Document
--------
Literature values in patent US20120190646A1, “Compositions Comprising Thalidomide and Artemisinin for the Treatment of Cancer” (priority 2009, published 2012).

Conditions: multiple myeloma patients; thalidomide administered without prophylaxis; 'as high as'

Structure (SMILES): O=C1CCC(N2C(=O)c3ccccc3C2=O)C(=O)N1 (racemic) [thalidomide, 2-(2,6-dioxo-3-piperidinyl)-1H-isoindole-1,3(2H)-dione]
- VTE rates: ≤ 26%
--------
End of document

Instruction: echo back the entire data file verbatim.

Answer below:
Literature values in patent US20120190646A1, “Compositions Comprising Thalidomide and Artemisinin for the Treatment of Cancer” (priority 2009, published 2012).

Conditions: multiple myeloma patients; thalidomide administered without prophylaxis; 'as high as'

Structure (SMILES): O=C1CCC(N2C(=O)c3ccccc3C2=O)C(=O)N1 (racemic) [thalidomide, 2-(2,6-dioxo-3-piperidinyl)-1H-isoindole-1,3(2H)-dione]
- VTE rates: ≤ 26%